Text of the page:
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Submitted by Scott Cleland on Mon, 2010-11-01 11:56
Google won't allow you to opt-out of their location tracking for search, we learn from CNET's Chris Matyszczyk's outstanding post "How Google stops you hiding your location."
What does this mean?
First, it means that Google has not learned much from its serial privacy problems, like Google setting a default that everyone's house should be included in StreetView photographing and Spi-Fi signal recording, and everyone that signed up for Google Buzz by default should share their Gmail addresses with the public.
Second, it means that Google profiles and tracks your location by default and that you can't opt out from Google knowing where you are, you can only select what local setting Google will use to customize your search results.
Submitted by Scott Cleland on Wed, 2010-10-27 22:45
Congress needs to conduct oversight hearings to learn why the FTC is apparently giving Google special treatment, and more specifically why the FTC inexplicably dropped its Google StreetView spi-fi privacy probe without any charges, before it even learned all the facts, and without any accountability mechanism in place to protect consumers or prevent repeat violations.
Google's wanton wardriving in 33 countries for over three years secretly recording people's WiFi transmissions, including full emails and passwords, arguably is the single broadest privacy breach in the Internet era. And the FTC did nothing. And the FTC sees no need for any further action. Amazing.
What's wrong with this picture? A lot. A better question might be what's right with the FTC-Google privacy enforcement picture?
Submitted by Scott Cleland on Mon, 2010-10-25 11:33
With Canada, Spain, the UK, and 38 U.S. states all cracking down on Google's wanton wardriving spyfi scandal, where is the U.S. Federal Trade Commission (FTC), the supposed lead agency on protecting consumers online privacy?
The FTC's silence and apparent absence from the online privacy enforcement playing field is particularly perplexing and alarming... because now it appears that we have a company that is out-of-control in tracking consumers' private actions online, and creating total information awareness power, while we have a supposed lead privacy regulator that appears not to be leading in protecting consumers' privacy...
Submitted by Scott Cleland on Tue, 2010-10-19 18:43
Google is right that they are the inverse/opposite of Apple, but not in the way that Google claims -- being open/neutral vs. being closed.
Submitted by Scott Cleland on Mon, 2010-10-11 16:26
Google's blog post "What we're driving at" announced that Google has "developed technology for cars to drive themselves." Google stated: "Larry and Sergey founded Google because they wanted to help solve really big problems using technology... Our goal is to help prevent traffic accidents, free up people's time and reduce carbon emissions..."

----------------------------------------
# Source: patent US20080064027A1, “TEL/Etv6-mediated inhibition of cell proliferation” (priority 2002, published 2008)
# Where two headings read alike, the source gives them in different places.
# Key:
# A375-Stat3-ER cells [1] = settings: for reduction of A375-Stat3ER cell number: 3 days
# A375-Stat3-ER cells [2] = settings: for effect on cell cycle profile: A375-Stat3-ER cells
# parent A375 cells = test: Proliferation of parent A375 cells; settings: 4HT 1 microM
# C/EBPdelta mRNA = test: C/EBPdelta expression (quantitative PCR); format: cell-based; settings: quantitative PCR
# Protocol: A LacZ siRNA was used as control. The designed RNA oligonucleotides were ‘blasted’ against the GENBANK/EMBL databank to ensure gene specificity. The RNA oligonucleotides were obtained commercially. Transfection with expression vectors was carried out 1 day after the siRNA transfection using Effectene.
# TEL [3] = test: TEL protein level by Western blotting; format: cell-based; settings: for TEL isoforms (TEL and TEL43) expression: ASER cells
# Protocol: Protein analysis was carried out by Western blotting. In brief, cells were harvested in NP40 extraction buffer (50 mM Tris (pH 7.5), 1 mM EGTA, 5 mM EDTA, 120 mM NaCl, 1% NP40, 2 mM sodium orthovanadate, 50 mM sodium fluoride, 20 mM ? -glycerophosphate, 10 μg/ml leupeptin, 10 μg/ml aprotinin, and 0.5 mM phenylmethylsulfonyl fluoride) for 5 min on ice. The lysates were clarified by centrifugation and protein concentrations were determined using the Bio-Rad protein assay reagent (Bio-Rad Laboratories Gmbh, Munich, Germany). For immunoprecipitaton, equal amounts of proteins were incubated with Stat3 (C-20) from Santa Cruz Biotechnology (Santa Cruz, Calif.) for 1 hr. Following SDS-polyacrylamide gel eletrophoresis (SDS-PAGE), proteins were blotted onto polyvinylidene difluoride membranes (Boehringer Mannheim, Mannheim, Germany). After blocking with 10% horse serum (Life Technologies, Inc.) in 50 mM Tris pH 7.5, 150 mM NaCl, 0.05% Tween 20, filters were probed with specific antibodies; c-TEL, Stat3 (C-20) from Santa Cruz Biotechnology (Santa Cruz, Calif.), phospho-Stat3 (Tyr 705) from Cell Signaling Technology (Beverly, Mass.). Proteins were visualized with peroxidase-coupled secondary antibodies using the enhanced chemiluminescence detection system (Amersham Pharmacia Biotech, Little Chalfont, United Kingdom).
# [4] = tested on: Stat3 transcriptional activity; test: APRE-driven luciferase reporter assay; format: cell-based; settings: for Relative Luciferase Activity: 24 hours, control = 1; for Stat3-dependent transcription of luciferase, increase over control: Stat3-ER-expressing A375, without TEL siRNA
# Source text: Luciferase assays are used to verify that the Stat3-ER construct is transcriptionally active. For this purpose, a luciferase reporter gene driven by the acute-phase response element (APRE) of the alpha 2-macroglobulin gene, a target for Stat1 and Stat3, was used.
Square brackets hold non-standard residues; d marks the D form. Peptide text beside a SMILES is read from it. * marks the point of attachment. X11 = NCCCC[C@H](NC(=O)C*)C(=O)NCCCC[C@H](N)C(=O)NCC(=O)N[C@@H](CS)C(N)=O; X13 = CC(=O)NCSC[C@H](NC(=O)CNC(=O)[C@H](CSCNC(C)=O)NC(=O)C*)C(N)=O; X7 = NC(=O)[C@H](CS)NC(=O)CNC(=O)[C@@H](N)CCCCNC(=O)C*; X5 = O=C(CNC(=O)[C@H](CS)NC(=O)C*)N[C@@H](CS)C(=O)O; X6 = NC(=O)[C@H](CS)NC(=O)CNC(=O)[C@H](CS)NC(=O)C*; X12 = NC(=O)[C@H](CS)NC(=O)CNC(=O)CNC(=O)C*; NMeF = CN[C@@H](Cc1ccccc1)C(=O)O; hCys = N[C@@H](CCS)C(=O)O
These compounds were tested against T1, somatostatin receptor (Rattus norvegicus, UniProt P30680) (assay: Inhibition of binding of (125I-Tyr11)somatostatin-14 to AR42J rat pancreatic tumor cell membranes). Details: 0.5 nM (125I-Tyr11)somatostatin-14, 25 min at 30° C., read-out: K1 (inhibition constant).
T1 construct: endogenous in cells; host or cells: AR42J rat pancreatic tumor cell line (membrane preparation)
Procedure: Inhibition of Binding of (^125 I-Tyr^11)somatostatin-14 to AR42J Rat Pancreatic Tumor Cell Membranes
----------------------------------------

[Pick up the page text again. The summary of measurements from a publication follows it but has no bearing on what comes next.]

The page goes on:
This project raises some interesting questions no one has asked Google yet.
Submitted by Scott Cleland on Wed, 2010-10-06 12:09
In his latest display of no-self-awareness, Google's CEO Eric Schmidt, in an interview with the Atlantic, said:
Is Google's CEO the only sentient being on the planet that isn't aware that China is organized around the principles of China's National Communist Party?
"If China is best understood as a large, well-run business," why does Communist China censor and imprison their Chinese "customers" if they object too much to China's products and services?
Submitted by Scott Cleland on Tue, 2010-08-31 11:06
In one of Google's worst misrepresentations about privacy to date, Google's Head of Product Development for Google Enterprise, Matt Glotzbach, told the FT that Google did not believe that its new gmail feature -- that ranks emails automatically based on what Google's algorithm judges are the most important emails to be read first -- would raise any privacy concerns. "We're not creating any new information, we're leveraging information that is already there."
Unbelievable. This is grossly deceptive and untrue.
By any measure this is what I would call Google's "Deep Tracking Inspection."
Submitted by Scott Cleland on Wed, 2010-08-25 14:44
The top U.S. spy agency for mapping announced a no-bid digital mapping contract with Google on August 19th. However, after media inquiries, the agency modified the contract's no-bid format, but made clear "the agency's intention to award the contract to Google without entertaining competitive bids" -- per a Fox News story by James Rosen.
Has anyone in a position of authority or oversight even begun to think through the irony and stupidity of contracting out the Nation's most sensitive intelligence gathering and analysis function to a company that has:
Submitted by Scott Cleland on Thu, 2010-08-19 18:03
Good satire like this is rare and precious.
Don't miss The Onion News Network's new spoof of a Google phone that is paid for with "automated whisper advertising."
The comedy news clip is only 2 min 34 seconds... after a 15 second ad.
Submitted by Scott Cleland on Wed, 2010-08-18 13:40
In a big positive and under-reported Google privacy precedent, Google now has agreed to a new important privacy protection principle that people should be able to opt out of having their homes included in Google's StreetView. Just yesterday in Germany, Google went live with a new StreetView op-out offering for Germans.
First, if it is a good consumer protection principle and option for German citizens, why shouldn't it be a good policy and freedom for all citizens to enjoy in the 23 countries where Google has rolled out StreetView?